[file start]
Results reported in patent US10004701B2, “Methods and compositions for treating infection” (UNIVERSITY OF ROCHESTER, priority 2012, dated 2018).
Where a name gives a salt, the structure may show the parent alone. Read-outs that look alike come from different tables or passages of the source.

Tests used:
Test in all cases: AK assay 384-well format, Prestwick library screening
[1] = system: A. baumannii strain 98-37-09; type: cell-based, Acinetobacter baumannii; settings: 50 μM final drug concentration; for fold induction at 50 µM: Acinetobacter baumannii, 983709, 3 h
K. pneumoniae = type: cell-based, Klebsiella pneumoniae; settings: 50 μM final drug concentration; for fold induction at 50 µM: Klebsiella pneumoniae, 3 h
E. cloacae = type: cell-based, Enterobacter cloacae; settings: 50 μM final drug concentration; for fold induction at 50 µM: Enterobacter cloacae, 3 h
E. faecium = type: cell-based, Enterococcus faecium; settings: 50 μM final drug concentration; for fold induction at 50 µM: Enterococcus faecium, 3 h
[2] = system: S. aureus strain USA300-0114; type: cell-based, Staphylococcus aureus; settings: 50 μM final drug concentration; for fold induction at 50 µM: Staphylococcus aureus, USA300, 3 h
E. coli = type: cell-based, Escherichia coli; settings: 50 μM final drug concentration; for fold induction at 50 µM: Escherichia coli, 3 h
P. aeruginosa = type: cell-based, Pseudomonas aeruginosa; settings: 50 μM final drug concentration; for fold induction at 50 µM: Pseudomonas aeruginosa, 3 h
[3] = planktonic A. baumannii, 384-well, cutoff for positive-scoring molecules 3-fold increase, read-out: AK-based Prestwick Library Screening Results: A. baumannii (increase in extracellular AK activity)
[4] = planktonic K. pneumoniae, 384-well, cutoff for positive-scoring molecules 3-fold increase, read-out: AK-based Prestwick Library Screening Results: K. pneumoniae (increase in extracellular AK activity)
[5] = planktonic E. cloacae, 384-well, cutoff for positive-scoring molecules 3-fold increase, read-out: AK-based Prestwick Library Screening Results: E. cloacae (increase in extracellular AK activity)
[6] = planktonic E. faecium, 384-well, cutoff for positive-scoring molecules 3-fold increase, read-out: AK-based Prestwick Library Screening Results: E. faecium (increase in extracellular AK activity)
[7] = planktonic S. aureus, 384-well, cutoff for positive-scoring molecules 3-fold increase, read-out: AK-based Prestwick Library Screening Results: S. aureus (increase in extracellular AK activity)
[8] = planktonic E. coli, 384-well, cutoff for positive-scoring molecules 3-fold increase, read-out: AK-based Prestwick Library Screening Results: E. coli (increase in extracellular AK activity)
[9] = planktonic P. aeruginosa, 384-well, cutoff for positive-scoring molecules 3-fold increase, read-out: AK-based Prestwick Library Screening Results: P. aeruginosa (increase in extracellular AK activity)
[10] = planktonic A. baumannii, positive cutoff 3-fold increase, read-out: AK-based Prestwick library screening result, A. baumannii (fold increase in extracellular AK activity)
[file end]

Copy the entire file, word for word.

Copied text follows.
Results reported in patent US10004701B2, “Methods and compositions for treating infection” (UNIVERSITY OF ROCHESTER, priority 2012, dated 2018).
Where a name gives a salt, the structure may show the parent alone. Read-outs that look alike come from different tables or passages of the source.

Tests used:
Test in all cases: AK assay 384-well format, Prestwick library screening
[1] = system: A. baumannii strain 98-37-09; type: cell-based, Acinetobacter baumannii; settings: 50 μM final drug concentration; for fold induction at 50 µM: Acinetobacter baumannii, 983709, 3 h
K. pneumoniae = type: cell-based, Klebsiella pneumoniae; settings: 50 μM final drug concentration; for fold induction at 50 µM: Klebsiella pneumoniae, 3 h
E. cloacae = type: cell-based, Enterobacter cloacae; settings: 50 μM final drug concentration; for fold induction at 50 µM: Enterobacter cloacae, 3 h
E. faecium = type: cell-based, Enterococcus faecium; settings: 50 μM final drug concentration; for fold induction at 50 µM: Enterococcus faecium, 3 h
[2] = system: S. aureus strain USA300-0114; type: cell-based, Staphylococcus aureus; settings: 50 μM final drug concentration; for fold induction at 50 µM: Staphylococcus aureus, USA300, 3 h
E. coli = type: cell-based, Escherichia coli; settings: 50 μM final drug concentration; for fold induction at 50 µM: Escherichia coli, 3 h
P. aeruginosa = type: cell-based, Pseudomonas aeruginosa; settings: 50 μM final drug concentration; for fold induction at 50 µM: Pseudomonas aeruginosa, 3 h
[3] = planktonic A. baumannii, 384-well, cutoff for positive-scoring molecules 3-fold increase, read-out: AK-based Prestwick Library Screening Results: A. baumannii (increase in extracellular AK activity)
[4] = planktonic K. pneumoniae, 384-well, cutoff for positive-scoring molecules 3-fold increase, read-out: AK-based Prestwick Library Screening Results: K. pneumoniae (increase in extracellular AK activity)
[5] = planktonic E. cloacae, 384-well, cutoff for positive-scoring molecules 3-fold increase, read-out: AK-based Prestwick Library Screening Results: E. cloacae (increase in extracellular AK activity)
[6] = planktonic E. faecium, 384-well, cutoff for positive-scoring molecules 3-fold increase, read-out: AK-based Prestwick Library Screening Results: E. faecium (increase in extracellular AK activity)
[7] = planktonic S. aureus, 384-well, cutoff for positive-scoring molecules 3-fold increase, read-out: AK-based Prestwick Library Screening Results: S. aureus (increase in extracellular AK activity)
[8] = planktonic E. coli, 384-well, cutoff for positive-scoring molecules 3-fold increase, read-out: AK-based Prestwick Library Screening Results: E. coli (increase in extracellular AK activity)
[9] = planktonic P. aeruginosa, 384-well, cutoff for positive-scoring molecules 3-fold increase, read-out: AK-based Prestwick Library Screening Results: P. aeruginosa (increase in extracellular AK activity)
[10] = planktonic A. baumannii, positive cutoff 3-fold increase, read-out: AK-based Prestwick library screening result, A. baumannii (fold increase in extracellular AK activity)